Games and Gaming

Permanent URI for this collection


Recent Submissions

Now showing 1 - 9 of 9
  • Item
    When a Pandemic Enters the Game: The Initial and Prolonged Impact of the COVID-19 Pandemic on Live-Stream Broadcasters on Twitch
    ( 2022-01-04) Scerbakov, Alexei ; Pirker, Johanna ; Kappe, Frank
    The global COVID-19 pandemic has accelerated the popularity of video games and online-gaming platforms. However, little research is devoted to understanding how the pandemic has affected gamers, especially live-stream broadcasters. Therefore, our study aimed to evaluate the impact the COVID-19 pandemic has had on established streamers on Twitch. By using a longitudinal time-series design and focusing on a large sample (N = 23,019) of broadcasters, we were able to determine the initial as well as prolonged effects of the pandemic on their streaming behavior. Our results suggest that the pandemic was a "game changer" for the target group, especially in regard to their choice of game settings and their focus on non-gaming content. Relating the data obtained from the target group of established streamers to the general platform data, we discuss the pandemic-related platform dynamics.
  • Item
    The toxicity of our (virtual) cities: Prevalence of dark participation in games and perceived effectiveness of reporting tools
    ( 2022-01-04) Kowert, Rachel ; Cook, Chrissy
    Dark participation in games (i.e., trolling and toxic behavior) have been gaining ever-increasing academic attention as a negative aspect of online gaming. Much of the literature in this area has focused on the personality and identity of the perpetrators, but this has been largely outside of the gaming context. The present study aims to explore the prevalence rates of dark participation in the online gaming community, the reporting function to punish deviant players, and the importance of dual identities (troll and gamer) in the perpetration of deviant in-game behaviors. Our results indicated that nearly all players in our sample had been victims of dark participation or witnessed in-game victimization, suggesting that it is a major problem in the community, but that many players also use the reporting function. Troll identity was predictive of these behaviors. Theoretical and practical implications are discussed.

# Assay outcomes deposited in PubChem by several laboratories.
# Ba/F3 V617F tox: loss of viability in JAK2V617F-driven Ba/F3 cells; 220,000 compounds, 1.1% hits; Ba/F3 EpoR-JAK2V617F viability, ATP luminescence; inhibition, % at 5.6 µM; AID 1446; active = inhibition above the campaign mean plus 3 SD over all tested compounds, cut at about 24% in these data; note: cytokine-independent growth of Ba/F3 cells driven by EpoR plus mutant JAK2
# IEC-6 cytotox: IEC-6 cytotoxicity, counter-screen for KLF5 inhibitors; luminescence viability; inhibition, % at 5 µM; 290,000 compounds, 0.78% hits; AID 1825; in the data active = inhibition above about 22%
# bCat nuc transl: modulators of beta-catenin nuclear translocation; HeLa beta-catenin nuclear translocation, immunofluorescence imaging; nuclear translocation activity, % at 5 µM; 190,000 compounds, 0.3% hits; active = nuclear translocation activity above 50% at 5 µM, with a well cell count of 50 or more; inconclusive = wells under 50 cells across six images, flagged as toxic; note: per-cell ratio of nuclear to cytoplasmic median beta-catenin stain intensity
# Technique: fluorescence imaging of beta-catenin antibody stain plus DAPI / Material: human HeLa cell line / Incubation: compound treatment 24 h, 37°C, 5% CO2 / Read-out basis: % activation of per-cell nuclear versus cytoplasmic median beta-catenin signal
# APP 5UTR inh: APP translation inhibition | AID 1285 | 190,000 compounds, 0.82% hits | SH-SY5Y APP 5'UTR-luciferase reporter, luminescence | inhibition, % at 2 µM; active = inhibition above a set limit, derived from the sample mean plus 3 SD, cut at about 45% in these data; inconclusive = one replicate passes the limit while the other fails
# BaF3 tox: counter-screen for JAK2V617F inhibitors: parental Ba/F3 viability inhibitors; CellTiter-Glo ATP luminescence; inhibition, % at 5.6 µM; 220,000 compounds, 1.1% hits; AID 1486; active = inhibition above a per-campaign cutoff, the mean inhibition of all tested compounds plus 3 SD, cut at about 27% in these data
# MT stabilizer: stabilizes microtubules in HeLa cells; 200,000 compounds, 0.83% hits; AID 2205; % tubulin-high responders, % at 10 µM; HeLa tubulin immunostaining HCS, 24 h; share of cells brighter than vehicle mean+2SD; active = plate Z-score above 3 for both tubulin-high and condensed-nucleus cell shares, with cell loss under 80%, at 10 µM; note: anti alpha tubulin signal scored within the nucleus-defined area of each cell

• Item
    The Political Turn of Twitch – Understanding Live Chat as an Emergent Political Space
    ( 2022-01-04) Ruiz-Bravo, Nadia ; Selander, Lisen ; Roshan, Maryam
    Research and media have all emphasized the importance of digital platforms such as Twitter and Facebook in contemporary political activism. Yet, little is known of the politicization of other digital platforms, such as Reddit, Twitch, and Discord, and how such politicization is manifested. By politicization, we refer to the emergence of political messages in a “decidedly a-political” space. In this paper, we explore a case of politicization on Twitch, a live streaming platform associated with the gaming community. We focus on the live chat, a central feature of Twitch. Our analysis illustrates rapidly emergent actor roles and their respective use of different features in posting (and objecting to) political messaging. We develop a model that illustrates the dynamic between actors and conclude with implications for research and practice.
  • Item
    The Effect of Intergroup Contact in Gaming on Improving Empathetic Feelings and Reducing Stereotypes Toward Immigrants
    ( 2022-01-04) Chen, Vivian Hsueh Hua ; Koek , Wei Jie Dominic ; Ibasco, Gabrielle C. ; Beatrice, Fidelia ; Chib, Arul
    Video games have been designed and studied in the context of intergroup relations. Past studies have shown that overall gaming experience may induce empathy and reduce prejudice, however, the mechanism that leads to such an effect is not fully understood. The current study utilizes intergroup contact theory as a foundation to design a 2D game that allows mediated contact to occur through hiring and dialogue choices. It examines how perceived positive vs. negative contact valence with outgroup immigrant workers influences empathetic feelings and stereotypes toward immigrants. A user study of 81 adult players was conducted. Results showed that overall gameplay reduced negative stereotypes. Perceived positive contact predicts increased empathetic feelings and reduced negative stereotypes toward immigrants. However, there is no significant finding with regards to the influence of negative contact in the game. Implications and directions for further research are discussed
  • Item
    Shared Spaces as Authenticity: Exploring the Connectedness of the Physical Environments of Microstreamers and their Audience